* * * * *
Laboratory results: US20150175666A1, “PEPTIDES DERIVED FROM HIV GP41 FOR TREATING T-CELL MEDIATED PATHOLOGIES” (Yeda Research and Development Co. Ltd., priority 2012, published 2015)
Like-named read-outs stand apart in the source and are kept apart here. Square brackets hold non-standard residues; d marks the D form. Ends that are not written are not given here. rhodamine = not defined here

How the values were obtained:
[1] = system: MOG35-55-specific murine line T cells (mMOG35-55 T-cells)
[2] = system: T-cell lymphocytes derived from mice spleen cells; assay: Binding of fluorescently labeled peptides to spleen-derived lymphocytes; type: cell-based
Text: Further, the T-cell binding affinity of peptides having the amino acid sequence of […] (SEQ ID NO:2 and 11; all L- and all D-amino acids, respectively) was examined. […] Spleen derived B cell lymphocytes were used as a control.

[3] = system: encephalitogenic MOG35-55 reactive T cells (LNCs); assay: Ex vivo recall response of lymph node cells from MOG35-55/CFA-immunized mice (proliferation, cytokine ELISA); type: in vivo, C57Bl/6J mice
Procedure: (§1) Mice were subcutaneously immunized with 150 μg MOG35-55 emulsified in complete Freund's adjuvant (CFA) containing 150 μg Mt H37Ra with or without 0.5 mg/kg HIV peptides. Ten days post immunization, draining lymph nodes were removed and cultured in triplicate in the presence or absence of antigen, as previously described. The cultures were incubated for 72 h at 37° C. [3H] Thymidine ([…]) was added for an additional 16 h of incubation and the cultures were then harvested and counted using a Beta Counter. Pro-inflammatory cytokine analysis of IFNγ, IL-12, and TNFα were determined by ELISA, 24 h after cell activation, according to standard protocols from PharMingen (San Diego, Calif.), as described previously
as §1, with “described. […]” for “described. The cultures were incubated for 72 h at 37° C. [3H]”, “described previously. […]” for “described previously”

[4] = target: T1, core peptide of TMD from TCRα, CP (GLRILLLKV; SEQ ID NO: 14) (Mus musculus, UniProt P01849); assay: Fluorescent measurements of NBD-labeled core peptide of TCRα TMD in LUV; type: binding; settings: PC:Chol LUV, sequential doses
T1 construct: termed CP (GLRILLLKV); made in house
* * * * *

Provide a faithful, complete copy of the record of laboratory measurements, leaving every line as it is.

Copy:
Laboratory results: US20150175666A1, “PEPTIDES DERIVED FROM HIV GP41 FOR TREATING T-CELL MEDIATED PATHOLOGIES” (Yeda Research and Development Co. Ltd., priority 2012, published 2015)
Like-named read-outs stand apart in the source and are kept apart here. Square brackets hold non-standard residues; d marks the D form. Ends that are not written are not given here. rhodamine = not defined here

How the values were obtained:
[1] = system: MOG35-55-specific murine line T cells (mMOG35-55 T-cells)
[2] = system: T-cell lymphocytes derived from mice spleen cells; assay: Binding of fluorescently labeled peptides to spleen-derived lymphocytes; type: cell-based
Text: Further, the T-cell binding affinity of peptides having the amino acid sequence of […] (SEQ ID NO:2 and 11; all L- and all D-amino acids, respectively) was examined. […] Spleen derived B cell lymphocytes were used as a control.

[3] = system: encephalitogenic MOG35-55 reactive T cells (LNCs); assay: Ex vivo recall response of lymph node cells from MOG35-55/CFA-immunized mice (proliferation, cytokine ELISA); type: in vivo, C57Bl/6J mice
Procedure: (§1) Mice were subcutaneously immunized with 150 μg MOG35-55 emulsified in complete Freund's adjuvant (CFA) containing 150 μg Mt H37Ra with or without 0.5 mg/kg HIV peptides. Ten days post immunization, draining lymph nodes were removed and cultured in triplicate in the presence or absence of antigen, as previously described. The cultures were incubated for 72 h at 37° C. [3H] Thymidine ([…]) was added for an additional 16 h of incubation and the cultures were then harvested and counted using a Beta Counter. Pro-inflammatory cytokine analysis of IFNγ, IL-12, and TNFα were determined by ELISA, 24 h after cell activation, according to standard protocols from PharMingen (San Diego, Calif.), as described previously
as §1, with “described. […]” for “described. The cultures were incubated for 72 h at 37° C. [3H]”, “described previously. […]” for “described previously”

[4] = target: T1, core peptide of TMD from TCRα, CP (GLRILLLKV; SEQ ID NO: 14) (Mus musculus, UniProt P01849); assay: Fluorescent measurements of NBD-labeled core peptide of TCRα TMD in LUV; type: binding; settings: PC:Chol LUV, sequential doses
T1 construct: termed CP (GLRILLLKV); made in house